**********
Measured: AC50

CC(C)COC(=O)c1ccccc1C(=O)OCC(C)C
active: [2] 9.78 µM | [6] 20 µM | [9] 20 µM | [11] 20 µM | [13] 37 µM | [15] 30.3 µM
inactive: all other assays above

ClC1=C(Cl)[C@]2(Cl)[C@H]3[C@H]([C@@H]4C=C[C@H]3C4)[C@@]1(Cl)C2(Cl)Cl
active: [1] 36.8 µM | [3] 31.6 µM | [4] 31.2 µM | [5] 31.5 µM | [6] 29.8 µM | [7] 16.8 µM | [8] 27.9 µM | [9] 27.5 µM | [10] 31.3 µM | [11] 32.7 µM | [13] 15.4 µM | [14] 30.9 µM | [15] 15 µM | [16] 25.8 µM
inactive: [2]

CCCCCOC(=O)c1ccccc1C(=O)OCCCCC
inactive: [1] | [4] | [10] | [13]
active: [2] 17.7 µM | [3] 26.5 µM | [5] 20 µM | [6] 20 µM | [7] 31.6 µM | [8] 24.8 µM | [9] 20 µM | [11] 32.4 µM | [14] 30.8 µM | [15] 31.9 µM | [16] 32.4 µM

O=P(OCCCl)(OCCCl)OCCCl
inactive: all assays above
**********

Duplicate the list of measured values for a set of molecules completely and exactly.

Measured: AC50

CC(C)COC(=O)c1ccccc1C(=O)OCC(C)C
active: [2] 9.78 µM | [6] 20 µM | [9] 20 µM | [11] 20 µM | [13] 37 µM | [15] 30.3 µM
inactive: all other assays above

ClC1=C(Cl)[C@]2(Cl)[C@H]3[C@H]([C@@H]4C=C[C@H]3C4)[C@@]1(Cl)C2(Cl)Cl
active: [1] 36.8 µM | [3] 31.6 µM | [4] 31.2 µM | [5] 31.5 µM | [6] 29.8 µM | [7] 16.8 µM | [8] 27.9 µM | [9] 27.5 µM | [10] 31.3 µM | [11] 32.7 µM | [13] 15.4 µM | [14] 30.9 µM | [15] 15 µM | [16] 25.8 µM
inactive: [2]

CCCCCOC(=O)c1ccccc1C(=O)OCCCCC
inactive: [1] | [4] | [10] | [13]
active: [2] 17.7 µM | [3] 26.5 µM | [5] 20 µM | [6] 20 µM | [7] 31.6 µM | [8] 24.8 µM | [9] 20 µM | [11] 32.4 µM | [14] 30.8 µM | [15] 31.9 µM | [16] 32.4 µM

O=P(OCCCl)(OCCCl)OCCCl
inactive: all assays above